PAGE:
In the years that followed, new technologies, political and military alliances, and immigration patterns coalesced to create a rapidly expanding drug trade in the United States, particularly in the nation’s inner-city communities, where deindustrialization resulted in rampant unemployment.
By 1987, the rate of industrial employment among black workers had dropped to 20 percent, down from roughly 70 percent as late as 1970. With few opportunities for legal employment, an underground drug economy blossomed.
And just as Prohibition created the space for organized crime to grow in the 1920s, the war on drugs bred gun-related violence throughout the nation.
According to scholar Michelle Alexander, “crack hit the streets in 1985… leading to a spike in violence as drug markets struggled to stabilize, and the anger and frustration associated with joblessness boiled.” As scholar David Kennedy writes, “[c]rack blew through America’s poor black neighborhoods like the Four Horsemen of the Apocalypse.”
Once again, as violence surged, questions of gun regulation made their way into federal policy conversations.
In 1986, after four years of complex negotiations and divisive politicking, Congress passed the Firearm Owners Protection Act. While the law did create a widespread ban on the ownership and transfer of any automatic weapon not registered before May 19, 1986, overwhelmingly the law had the effect of limiting the regulatory power of the federal government.
The legislation was alternately celebrated as “necessary to restore fundamental fairness and clarity to our nation’s firearms laws” and condemned as a “national disgrace.” Most strikingly, it signaled to the nation that the legislative arm of the NRA, and the gun rights movement more broadly, had emerged as one of the most powerful lobbying groups in the nation.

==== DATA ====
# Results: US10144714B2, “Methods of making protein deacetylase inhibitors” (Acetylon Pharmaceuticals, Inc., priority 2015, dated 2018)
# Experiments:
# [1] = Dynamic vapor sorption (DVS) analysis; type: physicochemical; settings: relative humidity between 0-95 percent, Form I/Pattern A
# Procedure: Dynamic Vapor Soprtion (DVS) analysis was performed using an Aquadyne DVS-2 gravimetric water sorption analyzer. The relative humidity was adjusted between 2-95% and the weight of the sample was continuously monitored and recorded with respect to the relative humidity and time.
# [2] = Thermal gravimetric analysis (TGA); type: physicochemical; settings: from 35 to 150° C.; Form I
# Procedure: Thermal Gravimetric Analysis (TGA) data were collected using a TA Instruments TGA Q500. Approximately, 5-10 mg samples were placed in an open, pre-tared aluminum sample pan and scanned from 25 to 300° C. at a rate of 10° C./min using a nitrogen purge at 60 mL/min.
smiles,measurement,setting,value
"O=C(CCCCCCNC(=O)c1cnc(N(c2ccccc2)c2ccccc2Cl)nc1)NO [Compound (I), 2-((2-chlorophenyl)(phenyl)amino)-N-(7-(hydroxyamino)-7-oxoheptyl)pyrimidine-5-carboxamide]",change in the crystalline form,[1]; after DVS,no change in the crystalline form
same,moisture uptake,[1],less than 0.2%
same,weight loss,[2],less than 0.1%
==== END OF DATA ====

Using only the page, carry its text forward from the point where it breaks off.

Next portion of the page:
Debates over firearm regulation in recent American history have arisen out of the regulation of controlled substances and the attendant violence that follows. The resulting laws have emerged alongside—and have been influenced by—the increasing power of the national gun lobby.
Today, in both popular and policy conversations, gun control will be framed around the issue of mass shootings. But as we look back on their significance through the lens of history, will we recognize the import of these large-scale tragedies in shaping federal gun policy? Or, as these most recent horrors fade into our collective memory, will drug policy return as the primary vehicle for the regulation of firearms?
And if it does, what will be the impact of last month’s victories in efforts to decriminalize marijuana?
Abigail Perkiss is an assistant professor of history at Kean University in Union, New Jersey, and a fellow at the Kean University Center for History, Politics and Policy.
Michelle Alexander, The New Jim Crow: Mass Incarceration in the Age of Color Blindness (New York: The New Press, 2010).
Todd Garvey, “Medical Marijuana: The Supremacy Clause, Federalism, and the Interplay Between State and Federal Laws,” Congressional Research Service, 9 November 2012 (http://www.fas.org/sgp/crs/misc/R42398.pdf)
David Hardy, “The Firearms Owners’ Protection Act: A Historical and Legal Perspective” 17 Cumb. L. Rev. 585-682 (1986).
Michael Lerner, Dry Manhattan: Prohibition in New York City (New York: Harvard University Press, 2008).
Nate Silver, “In Public ‘Conversations, on Guns, a Rhetorical Shift,” FiveThirtyEight, 14 December 2012 (http://fivethirtyeight.blogs.nytimes.com/2012/12/14/in-public-conversation-on-guns-a-rhetorical-shift/)
Edward D. Sullivan, Rattling the Cup on Chicago Crime (New York: The Vangaurd Press, 1929).